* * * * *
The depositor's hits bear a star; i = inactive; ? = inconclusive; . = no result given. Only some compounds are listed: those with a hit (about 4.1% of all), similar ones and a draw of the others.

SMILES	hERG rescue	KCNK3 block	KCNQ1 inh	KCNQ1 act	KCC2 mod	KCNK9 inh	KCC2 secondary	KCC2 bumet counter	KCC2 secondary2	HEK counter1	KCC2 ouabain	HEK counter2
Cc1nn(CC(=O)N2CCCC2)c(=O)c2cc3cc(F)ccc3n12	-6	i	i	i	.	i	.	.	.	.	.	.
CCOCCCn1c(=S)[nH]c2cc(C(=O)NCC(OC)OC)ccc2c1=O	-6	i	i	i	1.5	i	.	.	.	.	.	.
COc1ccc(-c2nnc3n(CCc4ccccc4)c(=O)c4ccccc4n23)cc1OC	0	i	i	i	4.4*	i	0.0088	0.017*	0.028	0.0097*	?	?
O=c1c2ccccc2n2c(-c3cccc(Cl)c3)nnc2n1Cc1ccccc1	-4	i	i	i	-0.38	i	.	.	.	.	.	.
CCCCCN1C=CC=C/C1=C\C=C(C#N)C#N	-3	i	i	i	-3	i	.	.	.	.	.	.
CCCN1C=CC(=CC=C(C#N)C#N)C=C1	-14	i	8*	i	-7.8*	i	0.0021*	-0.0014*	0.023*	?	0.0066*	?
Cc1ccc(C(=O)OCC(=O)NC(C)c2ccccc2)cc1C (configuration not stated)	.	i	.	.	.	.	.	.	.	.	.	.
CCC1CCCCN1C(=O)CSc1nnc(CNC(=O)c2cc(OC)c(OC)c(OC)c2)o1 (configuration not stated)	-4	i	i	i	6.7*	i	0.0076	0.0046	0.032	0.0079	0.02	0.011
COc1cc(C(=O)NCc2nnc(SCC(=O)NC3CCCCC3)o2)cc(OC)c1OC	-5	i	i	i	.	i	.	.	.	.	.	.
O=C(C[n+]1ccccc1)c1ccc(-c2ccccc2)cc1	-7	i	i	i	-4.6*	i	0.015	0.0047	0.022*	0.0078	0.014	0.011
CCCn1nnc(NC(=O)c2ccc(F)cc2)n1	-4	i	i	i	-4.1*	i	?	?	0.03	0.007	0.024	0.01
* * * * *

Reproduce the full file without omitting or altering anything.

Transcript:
The depositor's hits bear a star; i = inactive; ? = inconclusive; . = no result given. Only some compounds are listed: those with a hit (about 4.1% of all), similar ones and a draw of the others.

SMILES	hERG rescue	KCNK3 block	KCNQ1 inh	KCNQ1 act	KCC2 mod	KCNK9 inh	KCC2 secondary	KCC2 bumet counter	KCC2 secondary2	HEK counter1	KCC2 ouabain	HEK counter2
Cc1nn(CC(=O)N2CCCC2)c(=O)c2cc3cc(F)ccc3n12	-6	i	i	i	.	i	.	.	.	.	.	.
CCOCCCn1c(=S)[nH]c2cc(C(=O)NCC(OC)OC)ccc2c1=O	-6	i	i	i	1.5	i	.	.	.	.	.	.
COc1ccc(-c2nnc3n(CCc4ccccc4)c(=O)c4ccccc4n23)cc1OC	0	i	i	i	4.4*	i	0.0088	0.017*	0.028	0.0097*	?	?
O=c1c2ccccc2n2c(-c3cccc(Cl)c3)nnc2n1Cc1ccccc1	-4	i	i	i	-0.38	i	.	.	.	.	.	.
CCCCCN1C=CC=C/C1=C\C=C(C#N)C#N	-3	i	i	i	-3	i	.	.	.	.	.	.
CCCN1C=CC(=CC=C(C#N)C#N)C=C1	-14	i	8*	i	-7.8*	i	0.0021*	-0.0014*	0.023*	?	0.0066*	?
Cc1ccc(C(=O)OCC(=O)NC(C)c2ccccc2)cc1C (configuration not stated)	.	i	.	.	.	.	.	.	.	.	.	.
CCC1CCCCN1C(=O)CSc1nnc(CNC(=O)c2cc(OC)c(OC)c(OC)c2)o1 (configuration not stated)	-4	i	i	i	6.7*	i	0.0076	0.0046	0.032	0.0079	0.02	0.011
COc1cc(C(=O)NCc2nnc(SCC(=O)NC3CCCCC3)o2)cc(OC)c1OC	-5	i	i	i	.	i	.	.	.	.	.	.
O=C(C[n+]1ccccc1)c1ccc(-c2ccccc2)cc1	-7	i	i	i	-4.6*	i	0.015	0.0047	0.022*	0.0078	0.014	0.011
CCCn1nnc(NC(=O)c2ccc(F)cc2)n1	-4	i	i	i	-4.1*	i	?	?	0.03	0.007	0.024	0.01